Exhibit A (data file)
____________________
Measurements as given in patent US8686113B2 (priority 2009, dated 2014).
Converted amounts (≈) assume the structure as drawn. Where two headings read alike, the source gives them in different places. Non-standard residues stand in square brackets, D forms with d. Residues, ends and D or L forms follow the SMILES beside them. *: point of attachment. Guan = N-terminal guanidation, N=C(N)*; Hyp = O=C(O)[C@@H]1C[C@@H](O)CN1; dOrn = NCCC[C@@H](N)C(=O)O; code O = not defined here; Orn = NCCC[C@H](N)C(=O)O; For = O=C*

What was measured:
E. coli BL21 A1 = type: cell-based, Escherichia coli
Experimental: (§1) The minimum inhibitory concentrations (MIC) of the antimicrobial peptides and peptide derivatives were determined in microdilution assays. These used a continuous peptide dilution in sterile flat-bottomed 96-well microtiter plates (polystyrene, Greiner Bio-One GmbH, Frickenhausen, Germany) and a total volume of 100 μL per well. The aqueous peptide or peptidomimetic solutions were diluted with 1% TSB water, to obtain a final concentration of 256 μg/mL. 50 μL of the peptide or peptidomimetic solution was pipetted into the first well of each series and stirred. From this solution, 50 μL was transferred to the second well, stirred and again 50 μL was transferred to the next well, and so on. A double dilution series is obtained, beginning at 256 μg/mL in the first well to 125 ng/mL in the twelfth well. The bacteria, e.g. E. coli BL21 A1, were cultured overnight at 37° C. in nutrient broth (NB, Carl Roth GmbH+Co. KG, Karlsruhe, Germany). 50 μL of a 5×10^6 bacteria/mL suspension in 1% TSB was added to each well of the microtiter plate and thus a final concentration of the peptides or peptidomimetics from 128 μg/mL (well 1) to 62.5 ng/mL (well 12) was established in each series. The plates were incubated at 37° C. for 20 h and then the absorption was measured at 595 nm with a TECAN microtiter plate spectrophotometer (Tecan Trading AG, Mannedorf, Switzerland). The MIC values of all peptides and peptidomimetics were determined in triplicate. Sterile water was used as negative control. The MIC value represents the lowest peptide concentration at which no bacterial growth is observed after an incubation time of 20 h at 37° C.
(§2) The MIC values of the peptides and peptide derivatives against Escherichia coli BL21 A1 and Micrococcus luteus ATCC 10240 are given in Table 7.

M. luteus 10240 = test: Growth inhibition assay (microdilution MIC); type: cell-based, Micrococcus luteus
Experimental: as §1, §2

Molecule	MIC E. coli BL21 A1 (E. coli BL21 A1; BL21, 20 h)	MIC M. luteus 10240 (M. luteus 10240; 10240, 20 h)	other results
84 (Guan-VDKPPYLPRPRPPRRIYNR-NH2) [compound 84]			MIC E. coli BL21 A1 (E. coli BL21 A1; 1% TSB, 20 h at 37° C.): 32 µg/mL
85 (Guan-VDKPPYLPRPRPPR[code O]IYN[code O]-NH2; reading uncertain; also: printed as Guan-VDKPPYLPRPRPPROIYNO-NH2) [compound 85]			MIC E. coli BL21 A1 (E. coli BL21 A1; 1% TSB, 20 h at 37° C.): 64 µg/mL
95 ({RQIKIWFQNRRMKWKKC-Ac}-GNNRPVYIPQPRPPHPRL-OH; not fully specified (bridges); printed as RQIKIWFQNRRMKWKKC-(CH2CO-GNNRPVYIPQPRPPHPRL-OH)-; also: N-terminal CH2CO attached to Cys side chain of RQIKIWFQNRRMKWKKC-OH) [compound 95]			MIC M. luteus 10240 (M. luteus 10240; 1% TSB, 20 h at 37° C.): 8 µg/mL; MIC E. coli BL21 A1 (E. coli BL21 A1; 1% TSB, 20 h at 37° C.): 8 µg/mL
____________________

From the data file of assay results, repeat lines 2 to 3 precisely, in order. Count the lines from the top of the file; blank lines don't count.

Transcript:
Converted amounts (≈) assume the structure as drawn. Where two headings read alike, the source gives them in different places. Non-standard residues stand in square brackets, D forms with d. Residues, ends and D or L forms follow the SMILES beside them. *: point of attachment. Guan = N-terminal guanidation, N=C(N)*; Hyp = O=C(O)[C@@H]1C[C@@H](O)CN1; dOrn = NCCC[C@@H](N)C(=O)O; code O = not defined here; Orn = NCCC[C@H](N)C(=O)O; For = O=C*

What was measured: